ARLINGTON, Texas -- Trick plays gave Alvarado a chance to beat Tyler Chapel Hill in the Class 3A Division I state championship game.
Every end around, hand-back draw and pitch-back pass was working to perfection for the Indians.
But a failed trick-play two-point conversion in the fourth quarter proved to be the difference in Chapel Hill’s 20-19 victory over Alvarado on Friday night before 22,748 at Cowboys Stadium.
“It has worked all year,’’ said Alvarado coach Jeff Dixon of the goal-line trickery. “We were looking to win the game right there.’’
Alvarado (14-1) had pulled to within 20-19 on a 1-yard touchdown run by Wayne Onderdonk with 10:38 to play in the fourth quarter. Rather than kick the extra point (Alvarado had already missed one), Dixon rolled the dice one more time.
The set is called “Polecat,’’ a version of the Swinging Gate that calls for most of the Alvarado players to station themselves near the sideline, leaving a snapper, a quarterback, a receiver and a running back.
But the play never got off the ground because the snap came back too soon according to Dixon. All Tyler Bates, the quarterback on the play, could do was fall on the loose ball.
“We had seen them use that play before,’’ Thomas Sitton, coach of 15-0 Chapel Hill, said, “but I was surprised they called it. They hurt us with the trick plays tonight, but they didn’t get the one they really needed.’’
Alvarado still had chances, but turnovers ended three fourth-quarter possessions, including a fumble at the Chapel Hill 15 with 2:04 to play.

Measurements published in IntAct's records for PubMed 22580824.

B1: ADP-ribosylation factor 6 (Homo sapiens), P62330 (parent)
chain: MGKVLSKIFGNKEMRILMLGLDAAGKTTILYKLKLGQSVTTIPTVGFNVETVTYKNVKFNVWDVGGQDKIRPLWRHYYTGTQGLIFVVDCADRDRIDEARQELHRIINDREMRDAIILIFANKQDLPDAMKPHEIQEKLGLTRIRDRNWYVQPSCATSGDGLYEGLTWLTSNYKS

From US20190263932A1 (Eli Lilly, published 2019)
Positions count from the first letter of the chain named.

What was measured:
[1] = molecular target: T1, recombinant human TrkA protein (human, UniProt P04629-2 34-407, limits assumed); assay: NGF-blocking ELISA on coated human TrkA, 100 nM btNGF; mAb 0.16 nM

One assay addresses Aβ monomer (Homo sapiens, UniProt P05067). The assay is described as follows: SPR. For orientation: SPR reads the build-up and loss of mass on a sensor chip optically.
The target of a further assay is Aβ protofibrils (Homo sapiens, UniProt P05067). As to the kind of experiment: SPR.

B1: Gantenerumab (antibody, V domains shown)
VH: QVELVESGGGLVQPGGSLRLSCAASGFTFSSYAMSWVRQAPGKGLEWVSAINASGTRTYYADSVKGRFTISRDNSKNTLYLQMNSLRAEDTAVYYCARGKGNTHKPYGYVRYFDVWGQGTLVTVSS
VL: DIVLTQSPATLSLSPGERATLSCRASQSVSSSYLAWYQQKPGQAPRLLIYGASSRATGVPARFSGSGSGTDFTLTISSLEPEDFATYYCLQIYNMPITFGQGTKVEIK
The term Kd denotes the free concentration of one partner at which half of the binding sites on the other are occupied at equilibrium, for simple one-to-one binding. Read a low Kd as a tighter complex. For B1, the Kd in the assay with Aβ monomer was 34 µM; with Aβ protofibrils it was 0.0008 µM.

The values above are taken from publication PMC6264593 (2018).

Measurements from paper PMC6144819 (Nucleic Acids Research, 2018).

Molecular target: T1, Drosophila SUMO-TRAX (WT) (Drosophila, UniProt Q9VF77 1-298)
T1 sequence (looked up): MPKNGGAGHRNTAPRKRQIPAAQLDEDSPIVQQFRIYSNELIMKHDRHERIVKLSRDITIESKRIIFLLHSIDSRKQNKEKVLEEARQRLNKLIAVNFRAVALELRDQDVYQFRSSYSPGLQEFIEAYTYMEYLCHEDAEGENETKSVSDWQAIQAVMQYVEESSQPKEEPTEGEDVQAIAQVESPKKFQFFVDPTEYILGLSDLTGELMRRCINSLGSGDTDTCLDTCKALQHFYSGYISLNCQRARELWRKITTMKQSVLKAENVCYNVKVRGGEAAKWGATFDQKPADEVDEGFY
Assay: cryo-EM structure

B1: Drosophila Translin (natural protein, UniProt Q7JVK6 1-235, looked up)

Chapel Hill nailed down the win by tackling Bates at midfield on a punt return on the game’s final play.
“It was an even game,’’ said Onderdonck, who rushed for 109 yards on 19 carries with two touchdowns. “They just made a few more big plays than we did. Little things got us. But I’m proud of my guys. We kept fighting until the end.’’
Chapel Hill quarterback Avery Saenz was named the offensive most valuable player after throwing for 118 yards and two touchdowns, including the 55-yard game-winner to Nelson Onwuzu in the final minute of the third quarter.
“Coach Sitton drew up a few things at halftime based on what they were doing on defense and it worked perfectly,’’ said Saenz, who missed six games this season with a broken ankle. “I didn’t want to let my teammates down that worked so hard while I was out.’’
Although stopped a win shy of its first state championship, Alvarado still finished with its best season in school history.
“There’s no shame in 14-1,’’ said Dixon. “That was a good football team that beat us. Our kids' effort was superb. Life goes on, we’ll be OK.’’
The state title for Chapel Hill was its second. It won a Class 4A state title in 1989.
It was sweet satisfaction for the Bulldogs after losing in the 2010 state final to Henderson, 28-21.
“After last year, we weren’t going to celebrate until this was over,’’ Saenz said.